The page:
Monday, September 6, 2010

Civilization! Can it really be?!

I pass by this enticing sign for Reds Meadow
and go to Agnew Meadow instead.
June 29: When I passed Tom a couple of days before, he suggested to Fidget and I that if we wanted to go into Mammoth Lakes, that taking the bus in from Agnew Meadow was the way to go. Invariably, all guidebooks suggest getting off at Red's Meadow, and invariable, that's what nearly all hikers do. Tom suggested Agnew Meadow for two reasons, however: One, it was a shorter bus ride into Mammoth Lakes, and two, we'd be carrying lighter packs up the next ten-or-so miles of trail since we wouldn't have much food. Hikers returning to Red's Meadow will be loaded down with food.

Looking at maps and studying the situation for myself, I liked the idea. My pack was positively empty of food, and it was early in the morning. I could hike the extra miles to Agnew Meadow with the near-empty pack and still get into Mammoth Lakes before noon.

So I skipped the turnoff on the trail to Red's Meadow and kept hiking. My food supplies were now down to a single Cliff Bar (which Tom had given me a couple of days earlier) and a small bag of gorp, but that was enough. I could make it.

Devils Postpile. It's a pile. Of rocks.
There's a network of trails in the area, and I decided to take an alternate route through Devil's Postpile rather than stick to the official PCT route. The two routes are nearly identical in distance for the few miles they split, running parallel to each other, except the trail past Devil's Postpile didn't allow for horses, so the official PCT couldn't go in that direction. (At least that's my theory. So far as I can tell, there's absolutely no other reason for the official PCT to follow that parallel route.)

So I took the alternate route. I've never been to Devil's Postpile before, but I remember seeing photos of it since I was a mere child, and I wanted to finally see it close up and personal. I passed a few day hikers and a couple of fishermen working a nearby creek, but it wasn't especially crowded. Not at 7:00 in the morning, at least. The lighting on the postpile was terrible, causing the whole thing to be in its own giant shadow. I had to steady my camera on trees and rocks to get photos of it that weren't blurry.

It's kind of cool to see, but there's not really much to it either. You can see the entire postpile in about 30 seconds of walking. If you're in the area, by all means, check it out. But I wouldn't drive very far out of your way to visit this place--it's just not worth it.

Is this supposed to be funny?
The trail went back into the woods, and the occasional day visitor that I seen disappeared leaving me alone with my thoughts once again. A couple of creeks I had to walk through, highly annoying. I had hoped to at least have this one, easy, short day with dry feet, but it was not to be. I think the people designing the trails are making fun of us too. At one point, I had to walk halfway across a creek to reach a small bridge that spanned the other half of a creek. And really, what's the point of hiking through a creek to get to a bridge? I cursed the trail workers who put up that bridge for the half-ass job that they had done. Even when there was a bridge completely crossing the river, the river was so high, water would still splash onto the bridge.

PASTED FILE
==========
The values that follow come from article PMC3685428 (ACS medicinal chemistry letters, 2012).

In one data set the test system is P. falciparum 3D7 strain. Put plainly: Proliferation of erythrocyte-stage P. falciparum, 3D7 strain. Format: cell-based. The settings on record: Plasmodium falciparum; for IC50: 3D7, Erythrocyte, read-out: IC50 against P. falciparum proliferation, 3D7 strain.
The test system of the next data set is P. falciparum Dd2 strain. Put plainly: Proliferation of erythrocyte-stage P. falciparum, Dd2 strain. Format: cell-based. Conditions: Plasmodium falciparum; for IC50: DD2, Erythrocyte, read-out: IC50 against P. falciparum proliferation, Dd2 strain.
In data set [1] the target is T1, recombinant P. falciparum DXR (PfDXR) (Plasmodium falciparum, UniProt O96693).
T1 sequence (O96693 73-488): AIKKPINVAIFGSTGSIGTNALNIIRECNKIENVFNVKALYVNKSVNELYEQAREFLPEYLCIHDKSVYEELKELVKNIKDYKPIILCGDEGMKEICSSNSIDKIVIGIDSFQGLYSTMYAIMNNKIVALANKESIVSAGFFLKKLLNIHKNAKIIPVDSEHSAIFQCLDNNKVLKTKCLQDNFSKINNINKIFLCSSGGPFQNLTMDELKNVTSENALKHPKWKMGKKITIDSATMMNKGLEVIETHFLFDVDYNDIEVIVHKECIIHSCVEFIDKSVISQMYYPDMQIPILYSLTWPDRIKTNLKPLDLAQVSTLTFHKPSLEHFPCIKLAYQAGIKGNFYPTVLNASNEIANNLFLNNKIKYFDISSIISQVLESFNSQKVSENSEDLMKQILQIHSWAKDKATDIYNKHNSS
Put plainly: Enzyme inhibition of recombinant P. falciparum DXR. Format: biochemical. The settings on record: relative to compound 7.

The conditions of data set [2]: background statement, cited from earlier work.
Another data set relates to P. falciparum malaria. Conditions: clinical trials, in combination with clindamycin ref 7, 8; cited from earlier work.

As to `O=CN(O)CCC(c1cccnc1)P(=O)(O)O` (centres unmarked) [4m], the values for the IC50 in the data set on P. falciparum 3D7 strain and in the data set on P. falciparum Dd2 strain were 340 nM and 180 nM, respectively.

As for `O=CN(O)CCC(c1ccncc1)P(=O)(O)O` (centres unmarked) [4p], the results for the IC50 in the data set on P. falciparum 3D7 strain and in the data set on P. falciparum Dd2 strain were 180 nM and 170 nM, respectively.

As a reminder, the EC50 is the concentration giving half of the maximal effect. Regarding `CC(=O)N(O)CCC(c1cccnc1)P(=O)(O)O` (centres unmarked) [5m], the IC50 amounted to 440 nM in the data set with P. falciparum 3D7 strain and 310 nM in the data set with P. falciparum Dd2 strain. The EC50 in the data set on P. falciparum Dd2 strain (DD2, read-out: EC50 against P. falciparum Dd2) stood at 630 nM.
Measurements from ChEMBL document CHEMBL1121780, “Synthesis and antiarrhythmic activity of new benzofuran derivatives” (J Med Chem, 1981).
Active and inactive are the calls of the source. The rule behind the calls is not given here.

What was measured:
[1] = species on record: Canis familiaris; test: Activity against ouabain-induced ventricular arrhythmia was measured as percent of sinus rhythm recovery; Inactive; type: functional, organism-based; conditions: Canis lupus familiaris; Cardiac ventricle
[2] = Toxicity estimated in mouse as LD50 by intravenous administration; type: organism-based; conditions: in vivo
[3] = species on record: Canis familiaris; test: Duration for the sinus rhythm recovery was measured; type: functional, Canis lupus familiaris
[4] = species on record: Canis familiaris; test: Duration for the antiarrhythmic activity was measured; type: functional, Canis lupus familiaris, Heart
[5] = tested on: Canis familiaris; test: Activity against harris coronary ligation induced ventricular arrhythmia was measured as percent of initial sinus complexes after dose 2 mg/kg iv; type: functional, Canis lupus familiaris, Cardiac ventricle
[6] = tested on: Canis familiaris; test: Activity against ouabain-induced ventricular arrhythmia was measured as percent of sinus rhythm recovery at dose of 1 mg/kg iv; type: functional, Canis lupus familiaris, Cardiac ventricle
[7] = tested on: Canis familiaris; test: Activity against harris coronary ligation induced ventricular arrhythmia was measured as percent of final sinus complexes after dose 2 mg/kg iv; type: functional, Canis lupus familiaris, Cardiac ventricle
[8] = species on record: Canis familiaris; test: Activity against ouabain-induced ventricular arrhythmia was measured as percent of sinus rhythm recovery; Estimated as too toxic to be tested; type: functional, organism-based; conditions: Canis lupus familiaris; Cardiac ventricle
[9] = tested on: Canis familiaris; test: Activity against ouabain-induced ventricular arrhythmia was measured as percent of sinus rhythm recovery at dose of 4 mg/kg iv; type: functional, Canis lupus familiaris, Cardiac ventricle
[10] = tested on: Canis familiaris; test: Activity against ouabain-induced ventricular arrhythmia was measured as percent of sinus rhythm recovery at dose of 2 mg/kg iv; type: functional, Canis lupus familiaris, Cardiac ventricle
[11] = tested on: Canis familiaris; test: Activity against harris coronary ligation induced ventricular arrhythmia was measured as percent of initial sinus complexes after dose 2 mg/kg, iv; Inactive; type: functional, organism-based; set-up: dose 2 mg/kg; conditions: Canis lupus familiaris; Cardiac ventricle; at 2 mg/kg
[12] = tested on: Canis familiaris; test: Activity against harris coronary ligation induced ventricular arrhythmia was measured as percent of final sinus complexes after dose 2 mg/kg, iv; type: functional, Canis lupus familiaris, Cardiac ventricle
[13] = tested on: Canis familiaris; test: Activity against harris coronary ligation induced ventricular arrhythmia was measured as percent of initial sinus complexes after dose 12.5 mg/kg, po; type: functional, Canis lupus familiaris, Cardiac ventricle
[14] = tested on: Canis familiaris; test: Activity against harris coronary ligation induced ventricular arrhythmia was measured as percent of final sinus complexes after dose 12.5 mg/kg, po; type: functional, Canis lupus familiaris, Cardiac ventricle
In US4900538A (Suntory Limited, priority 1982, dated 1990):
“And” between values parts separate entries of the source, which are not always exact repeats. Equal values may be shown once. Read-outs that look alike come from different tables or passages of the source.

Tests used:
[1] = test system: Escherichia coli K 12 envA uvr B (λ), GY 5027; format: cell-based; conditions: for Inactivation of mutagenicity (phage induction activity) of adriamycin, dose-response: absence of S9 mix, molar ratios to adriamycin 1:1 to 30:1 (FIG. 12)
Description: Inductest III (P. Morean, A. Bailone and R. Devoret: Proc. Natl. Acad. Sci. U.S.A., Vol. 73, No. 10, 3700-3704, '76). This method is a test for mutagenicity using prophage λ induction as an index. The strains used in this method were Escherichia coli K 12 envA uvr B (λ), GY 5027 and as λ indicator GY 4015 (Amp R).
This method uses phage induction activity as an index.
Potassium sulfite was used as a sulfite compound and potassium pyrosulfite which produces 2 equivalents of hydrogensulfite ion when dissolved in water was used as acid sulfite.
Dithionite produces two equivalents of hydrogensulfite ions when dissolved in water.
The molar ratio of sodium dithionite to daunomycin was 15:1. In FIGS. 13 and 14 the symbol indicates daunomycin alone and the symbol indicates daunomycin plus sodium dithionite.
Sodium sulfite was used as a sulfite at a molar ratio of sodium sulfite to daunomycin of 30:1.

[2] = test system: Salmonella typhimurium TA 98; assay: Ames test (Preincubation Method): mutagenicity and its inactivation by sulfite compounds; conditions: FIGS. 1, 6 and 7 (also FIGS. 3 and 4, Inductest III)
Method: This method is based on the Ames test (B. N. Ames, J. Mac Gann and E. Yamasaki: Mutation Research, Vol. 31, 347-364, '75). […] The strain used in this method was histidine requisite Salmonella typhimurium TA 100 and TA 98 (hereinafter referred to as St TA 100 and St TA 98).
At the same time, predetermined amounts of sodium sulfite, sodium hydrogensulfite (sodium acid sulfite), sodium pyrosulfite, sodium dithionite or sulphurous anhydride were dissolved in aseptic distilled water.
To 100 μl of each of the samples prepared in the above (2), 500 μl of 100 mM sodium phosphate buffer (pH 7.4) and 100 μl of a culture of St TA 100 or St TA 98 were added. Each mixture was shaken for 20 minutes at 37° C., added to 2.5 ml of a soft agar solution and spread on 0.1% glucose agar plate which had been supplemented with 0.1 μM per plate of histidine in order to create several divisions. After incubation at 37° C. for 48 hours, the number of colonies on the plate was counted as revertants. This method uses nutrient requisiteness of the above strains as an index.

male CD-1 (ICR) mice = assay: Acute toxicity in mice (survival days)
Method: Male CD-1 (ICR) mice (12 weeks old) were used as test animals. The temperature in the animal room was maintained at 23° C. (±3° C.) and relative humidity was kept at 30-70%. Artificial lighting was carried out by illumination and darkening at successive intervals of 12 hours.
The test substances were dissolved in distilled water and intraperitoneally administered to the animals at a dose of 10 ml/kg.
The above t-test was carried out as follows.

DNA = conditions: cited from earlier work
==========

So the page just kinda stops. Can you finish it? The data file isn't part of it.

Following the maps provided by Eric the Black's book, the trail was supposed to go onto what appeared to be a paved road where there was supposed to be a bus stop to take hikers into town. So I just followed trail markers blindly, walking through a campground, passed a few folks doing trail maintenance, and started switchbacking up a steep hillside, waiting until the trail crossed a paved road....

And I started thinking, "I don't remember any steep switchbacks before Agnew Meadow." So I pulled out my maps, and there were steep switchbacks, after passing Agnew Meadow. Damn trail never even touched a paved road, but I was absolutely certain I had hiked too far. I cussed the inaccuracies of the guidebook and turned around.

Bus Stop #1
Back at the campground, I followed a dirt road eastward to where I thought the main (and paved!) road was supposed to be, hitting it after perhaps a quarter of a mile. A post labeled the point as a bus stop (#1!), and I threw my pack down on a picnic table and sat down to wait.

I pulled out the small bag of gorp I carried--the last of my food by now--and ate the last morsels of food I had left. I was now completely and totally out of food. Not a drop left. Oh, I still had some powdered milk, but nothing that was actually edible. Before eating it, I took a photo of it. It seemed important enough to document with photos.

The mosquitoes were terrible while I waited. I batted at them. I cussed them. I told them about all of the horrible things I wanted to do to them, but to no avail. DEET seemed to provide a marginal amount of protection, but the little devils were everywhere.

Buses were scheduled to run every half hour, and I must have just missed the last bus because it was nearly a half hour later when a bus rolled to a stop and picked me up. The cost was $7, round-trip. I carried $6.61. I also carried a ten-dollar bill. I hoped the bus driver could provide change for a ten, or was willing to go 39 cents short of the full fair. I really didn't want to pay $10 for a $7 ticket.

Alas, he did not make change. When I realized how little I was short of an even $7, however, he started digging in his pockets to add two quarters of his own to the contribution, but one of the passengers on the bus (the only passenger on the bus, I should say) beat him to it by handing me a one dollar bill, given me an even $7 to pay the ticket price.